Is the main town of Kharga and contains very little original architecture. There is the Mabrouk Fountain
carved by local artist Mabrouk and a thriving souk. The souk is a good place to buy articles actually used by the local inhabitants. On the main street in Qasr Kharga is the Kharga Museum
, housed in a building designed to look like a tomb at Bagawat. The lower floor houses the varied collection of antiquities from the surrounding area. The second floor has an impressive display of coins and Coptic artefacts.
Highlights of the museum include:
A complete Roman sarcophagus made of sycamore wood which was found at Labeka.
The Ba Birds. Found at Dush, these wooden, painted birds were buried to ensure the dead person would safely make the transition to the other world. There are five birds to represent the five elements that all needed to be present to ensure safe passage.
Parts of the Tomb of Im-Pepi found at Dakhla.
The Kellis wooden panels, also found at Dakhla, these are sycamore wood note tablets containing a variety of writing ranging from marriage contracts to fiction.
The double Statue of Ima Bibi a former governor of the oases and his wife.
The False Door Stela of M Khent-ka which the director of the museum believes is the most important piece in their collection. Found at Balat, this limestone door contains the earliest reference to the oasis so far discovered.
There is an entrance fee to visit the museum.
Temple of Hibis
Is a well-preserved sandstone building, dedicated to Amun-Re. It was buried in the sand before being excavated and now stands in a palm grove. The temple is approached through a Roman gate with interesting inscriptions on it and inside the hypostyle hall there is a selection of graffiti from early visitors including Rohlfs.
Cemetery of Bagawat
Is one of the earliest and best preserved Christian cemeteries in the world. A church stands in the centre of the necropolis. The tombs are a mixture of pit burials and chapels. Two chapels in particular have finely decorated interiors. The Chapel of the Exodus is decorated with scenes from the Old Testament including Adam and Eve, Noah's Ark and Moses in the Sinai. The Chapel of Peace also shows biblical scenes as well as being decorated with vines and peacocks. Beyond Bagawat there are rock cut tombs and the Monastery of Mustafa Kashif which remains an impressive shell and provides an excellent viewpoint to look back over the valley.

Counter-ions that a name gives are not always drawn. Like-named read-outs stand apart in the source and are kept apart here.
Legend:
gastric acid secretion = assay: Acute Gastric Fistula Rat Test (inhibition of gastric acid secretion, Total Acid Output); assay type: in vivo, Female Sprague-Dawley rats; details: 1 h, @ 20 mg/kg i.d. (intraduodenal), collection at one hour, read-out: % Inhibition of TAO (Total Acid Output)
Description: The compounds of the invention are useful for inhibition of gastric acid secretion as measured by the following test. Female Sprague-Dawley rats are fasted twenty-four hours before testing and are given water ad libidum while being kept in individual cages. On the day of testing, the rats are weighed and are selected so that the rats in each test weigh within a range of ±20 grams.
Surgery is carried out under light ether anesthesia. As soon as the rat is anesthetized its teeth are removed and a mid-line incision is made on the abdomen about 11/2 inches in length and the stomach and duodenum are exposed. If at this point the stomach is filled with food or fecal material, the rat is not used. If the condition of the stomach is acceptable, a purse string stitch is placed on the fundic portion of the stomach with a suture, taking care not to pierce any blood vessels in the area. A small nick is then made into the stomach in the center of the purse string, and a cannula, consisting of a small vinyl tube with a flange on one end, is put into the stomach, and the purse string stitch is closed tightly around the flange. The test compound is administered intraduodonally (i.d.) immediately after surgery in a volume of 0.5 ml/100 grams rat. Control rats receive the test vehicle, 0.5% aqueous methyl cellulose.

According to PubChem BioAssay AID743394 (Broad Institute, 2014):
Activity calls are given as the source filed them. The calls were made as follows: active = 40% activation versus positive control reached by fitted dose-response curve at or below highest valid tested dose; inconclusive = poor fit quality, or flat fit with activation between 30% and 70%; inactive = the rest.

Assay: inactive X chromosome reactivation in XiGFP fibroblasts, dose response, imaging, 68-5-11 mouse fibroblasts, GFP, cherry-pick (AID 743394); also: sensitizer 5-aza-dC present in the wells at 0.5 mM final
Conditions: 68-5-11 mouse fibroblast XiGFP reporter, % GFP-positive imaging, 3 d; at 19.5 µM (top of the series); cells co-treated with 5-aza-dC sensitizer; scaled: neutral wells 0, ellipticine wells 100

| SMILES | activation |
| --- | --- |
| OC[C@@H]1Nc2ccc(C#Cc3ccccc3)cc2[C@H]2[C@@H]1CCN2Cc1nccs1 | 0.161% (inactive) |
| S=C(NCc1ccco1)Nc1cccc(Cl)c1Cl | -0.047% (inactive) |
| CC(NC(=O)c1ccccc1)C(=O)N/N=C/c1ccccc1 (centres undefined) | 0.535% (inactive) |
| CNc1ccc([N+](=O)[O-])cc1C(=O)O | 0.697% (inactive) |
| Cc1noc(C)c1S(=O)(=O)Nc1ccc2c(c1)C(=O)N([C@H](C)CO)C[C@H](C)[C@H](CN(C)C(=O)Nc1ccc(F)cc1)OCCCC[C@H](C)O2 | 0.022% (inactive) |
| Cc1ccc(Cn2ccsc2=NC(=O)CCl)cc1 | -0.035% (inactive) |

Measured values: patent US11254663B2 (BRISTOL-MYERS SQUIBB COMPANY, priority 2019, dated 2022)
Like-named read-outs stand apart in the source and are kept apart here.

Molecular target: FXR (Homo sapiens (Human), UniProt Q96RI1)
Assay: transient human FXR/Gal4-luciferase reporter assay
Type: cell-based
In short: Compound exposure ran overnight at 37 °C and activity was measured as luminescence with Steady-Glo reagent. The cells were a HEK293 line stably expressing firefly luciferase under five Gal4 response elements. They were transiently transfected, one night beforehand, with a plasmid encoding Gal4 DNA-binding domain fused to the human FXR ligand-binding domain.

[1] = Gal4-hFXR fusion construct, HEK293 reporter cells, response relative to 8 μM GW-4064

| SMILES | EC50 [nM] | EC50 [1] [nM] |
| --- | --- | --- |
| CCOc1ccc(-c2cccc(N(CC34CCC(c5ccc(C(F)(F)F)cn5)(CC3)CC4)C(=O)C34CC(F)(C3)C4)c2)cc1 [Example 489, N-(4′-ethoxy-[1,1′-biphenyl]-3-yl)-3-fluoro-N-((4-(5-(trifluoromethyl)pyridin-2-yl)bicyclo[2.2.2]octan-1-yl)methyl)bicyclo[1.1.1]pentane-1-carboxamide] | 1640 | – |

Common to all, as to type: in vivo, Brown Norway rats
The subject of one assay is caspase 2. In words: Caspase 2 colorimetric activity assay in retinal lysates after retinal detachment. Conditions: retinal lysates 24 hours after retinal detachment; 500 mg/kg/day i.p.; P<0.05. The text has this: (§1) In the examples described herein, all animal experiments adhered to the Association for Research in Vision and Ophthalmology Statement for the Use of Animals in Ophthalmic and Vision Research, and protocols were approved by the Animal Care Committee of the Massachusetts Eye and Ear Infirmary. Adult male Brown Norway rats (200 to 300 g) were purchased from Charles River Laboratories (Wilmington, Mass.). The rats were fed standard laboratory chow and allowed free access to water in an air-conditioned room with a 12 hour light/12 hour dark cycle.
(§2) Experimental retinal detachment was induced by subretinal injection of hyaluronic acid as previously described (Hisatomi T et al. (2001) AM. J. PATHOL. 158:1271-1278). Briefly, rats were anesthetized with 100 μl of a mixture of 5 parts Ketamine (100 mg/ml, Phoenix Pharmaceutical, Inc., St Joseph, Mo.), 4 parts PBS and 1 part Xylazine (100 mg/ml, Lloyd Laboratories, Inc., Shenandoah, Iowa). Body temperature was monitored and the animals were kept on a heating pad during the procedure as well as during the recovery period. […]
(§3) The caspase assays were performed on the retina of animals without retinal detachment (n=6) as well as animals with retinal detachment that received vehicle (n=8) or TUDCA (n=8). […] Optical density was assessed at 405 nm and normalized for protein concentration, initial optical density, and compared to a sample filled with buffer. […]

Occupied a strategic hilltop position and boasts the ruins of both a fortress and a temple. The old name was Kysis. Ruined walls are all that is left of the fortress while a few columns and walls remain of the sandstone temple of Osiris. It is believed that part of the temple was once covered in gold. There is an entrance fee. Just beyond Dush is the Darb al-Dush, an old caravan trail which led to Esna and Edfu. There is also a field of golden barchan dunes. It is possible to access Baris through the dunes.
Was an important trading centre on the Darb al-Arbain. Its inhabitants traded directly with Esna in the Nile Valley. At New Baris, 2km away, it is possible to see the abandoned remains of a project that was intended to revitalise the oasis. Designed by architect Hassan Fathy, it was well laid out and practically designed for desert living. Building was never resumed after it was interrupted by the Six Day War in 1967.
Is the most impressive Roman fortress remaining. You need permission to visit this site but it is well worth the effort. The fortress itself has 12 towers, thick mudbrick walls and a system of tunnels that channelled water to fields and outbuildings. Nearby are a ruined church and a cemetery.
Is the site of another Roman fortress which contains a temple. Restored in the 1980s, Roman coins, glass and bronzes have been found here.
Was one of the largest fortresses in Kharga. Guarding the Darb al-Arbain it is in spectacular location. There are still two aqueducts, some rock-cut tombs and three buildings- the fortress itself, and two temples -to be seen.
Can be found 10.4km north of Qasr Kharga on both sides of the road. Yardangs form in environments where water is scarce and the prevailing winds are strong, unidirectional and carry an abrasive sediment load. The wind cuts down low lying areas into parallel ridges which gradually erode into separate hills that take on the unique shape of a yardang. This process yields a field of yardangs of roughly the same size, commonly referred to as a fleet due to their resemblance to the bottoms of ships.